Obesity is the Government’s Business

NPR has an excellent series of debates on various topics called Intelligence Squared (U.S). On February 10th, the question was “Is Obesity the Government’s Business?“. Listen to the debate (or read the transcript), and then come back here.

Back? OK.

The proponents make the excellent point that government funding for basic research has contributed much to our knowledge of human health, and that public health initiatives have virtually eradicated some diseases and contributed to an increase in lifespan and decrease in mortality. They argue that it is government’s singular power that gives it the responsibility to attempt to remedy obesity. I would go further and claim that it is the government’s singular power that gives it the responsibility to understand the potential consequences before acting. And that it is because it acted that we are debating the question today.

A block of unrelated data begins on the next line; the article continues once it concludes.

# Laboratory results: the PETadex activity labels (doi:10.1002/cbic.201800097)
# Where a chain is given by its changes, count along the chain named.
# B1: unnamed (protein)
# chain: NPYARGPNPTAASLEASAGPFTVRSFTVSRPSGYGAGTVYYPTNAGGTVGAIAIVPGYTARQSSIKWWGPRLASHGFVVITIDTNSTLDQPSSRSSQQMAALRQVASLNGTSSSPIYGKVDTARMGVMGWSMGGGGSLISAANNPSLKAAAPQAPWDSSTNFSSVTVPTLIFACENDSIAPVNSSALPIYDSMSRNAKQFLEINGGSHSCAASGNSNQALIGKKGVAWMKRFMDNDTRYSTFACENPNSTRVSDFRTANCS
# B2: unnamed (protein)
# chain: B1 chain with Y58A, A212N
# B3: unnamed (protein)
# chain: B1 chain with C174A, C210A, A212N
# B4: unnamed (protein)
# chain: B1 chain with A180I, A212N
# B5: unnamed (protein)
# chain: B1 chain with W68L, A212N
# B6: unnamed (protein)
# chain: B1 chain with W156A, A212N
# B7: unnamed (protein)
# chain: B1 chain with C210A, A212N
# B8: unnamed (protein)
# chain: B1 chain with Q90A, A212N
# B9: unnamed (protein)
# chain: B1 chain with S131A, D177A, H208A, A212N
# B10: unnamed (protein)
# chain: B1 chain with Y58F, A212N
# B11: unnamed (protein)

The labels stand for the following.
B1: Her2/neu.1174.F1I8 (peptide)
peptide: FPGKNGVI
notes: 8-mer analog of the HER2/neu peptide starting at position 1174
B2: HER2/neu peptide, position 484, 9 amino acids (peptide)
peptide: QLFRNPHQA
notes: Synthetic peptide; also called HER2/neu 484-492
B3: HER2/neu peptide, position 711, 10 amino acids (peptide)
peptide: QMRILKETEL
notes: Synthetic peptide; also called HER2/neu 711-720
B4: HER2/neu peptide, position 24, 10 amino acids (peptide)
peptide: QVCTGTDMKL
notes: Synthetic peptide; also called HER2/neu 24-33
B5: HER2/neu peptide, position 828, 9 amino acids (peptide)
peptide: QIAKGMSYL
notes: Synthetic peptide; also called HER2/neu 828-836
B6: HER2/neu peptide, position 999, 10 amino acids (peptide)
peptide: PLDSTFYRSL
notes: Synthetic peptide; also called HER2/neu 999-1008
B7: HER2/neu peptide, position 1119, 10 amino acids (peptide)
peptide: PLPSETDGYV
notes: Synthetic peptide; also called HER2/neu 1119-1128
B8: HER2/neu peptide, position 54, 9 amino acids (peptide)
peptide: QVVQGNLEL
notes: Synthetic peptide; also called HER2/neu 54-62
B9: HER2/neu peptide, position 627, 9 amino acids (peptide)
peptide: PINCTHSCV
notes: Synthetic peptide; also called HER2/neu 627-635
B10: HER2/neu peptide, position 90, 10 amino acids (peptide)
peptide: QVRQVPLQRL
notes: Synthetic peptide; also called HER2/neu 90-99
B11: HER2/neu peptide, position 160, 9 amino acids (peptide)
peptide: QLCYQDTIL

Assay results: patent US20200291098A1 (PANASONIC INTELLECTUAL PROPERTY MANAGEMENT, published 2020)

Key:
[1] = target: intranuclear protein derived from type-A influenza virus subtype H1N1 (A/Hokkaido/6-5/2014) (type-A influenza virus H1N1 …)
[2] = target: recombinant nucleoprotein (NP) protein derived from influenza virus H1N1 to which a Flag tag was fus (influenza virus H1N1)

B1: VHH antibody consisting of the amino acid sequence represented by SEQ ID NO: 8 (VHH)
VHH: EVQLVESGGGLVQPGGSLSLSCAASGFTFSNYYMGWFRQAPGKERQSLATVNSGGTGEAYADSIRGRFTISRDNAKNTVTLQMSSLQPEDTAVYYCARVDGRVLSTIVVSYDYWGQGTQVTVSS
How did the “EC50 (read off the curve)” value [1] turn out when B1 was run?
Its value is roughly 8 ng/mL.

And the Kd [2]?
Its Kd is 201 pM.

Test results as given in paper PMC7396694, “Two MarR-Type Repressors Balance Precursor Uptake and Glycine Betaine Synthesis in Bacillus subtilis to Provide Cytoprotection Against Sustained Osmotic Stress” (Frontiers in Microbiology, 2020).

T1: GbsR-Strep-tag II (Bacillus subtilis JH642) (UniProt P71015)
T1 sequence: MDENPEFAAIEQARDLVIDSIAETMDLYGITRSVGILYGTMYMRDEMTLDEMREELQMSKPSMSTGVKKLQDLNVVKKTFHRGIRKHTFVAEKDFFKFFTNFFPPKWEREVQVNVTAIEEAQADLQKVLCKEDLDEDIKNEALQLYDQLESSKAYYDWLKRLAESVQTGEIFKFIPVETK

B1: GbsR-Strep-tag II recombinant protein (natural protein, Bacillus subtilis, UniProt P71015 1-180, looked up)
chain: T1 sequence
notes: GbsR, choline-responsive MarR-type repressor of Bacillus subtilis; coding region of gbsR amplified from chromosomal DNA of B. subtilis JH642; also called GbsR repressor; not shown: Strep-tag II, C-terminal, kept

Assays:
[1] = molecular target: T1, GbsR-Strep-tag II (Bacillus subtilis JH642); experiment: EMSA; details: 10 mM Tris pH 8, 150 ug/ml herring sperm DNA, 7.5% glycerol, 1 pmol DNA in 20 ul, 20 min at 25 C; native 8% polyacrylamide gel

The Federal government gave us the Interstate Highway System, home loan subsidies, mortgage tax deductions, rapid depreciation of commercial property, and so white flight, public schools segregated by real estate, driving to the mall and everywhere else, two-hour commutes, and a sedentary life.

The Federal government gave us corn and other agricultural subsidies, sugar tariffs, amplification of panic over weight, a focus on fat and cholesterol as the cause of heart disease, and a regulatory regime that equates a glass of juice with a whole apple and a pizza with a tomato.

So, yes, obesity is the government’s business. Beyond that, it’s the government’s fault. Mistakes are magnified by the government’s singular power. The bully pulpit has consequences. Are we so sure they must act now? If so, would action not entail putting one’s own house in order first?

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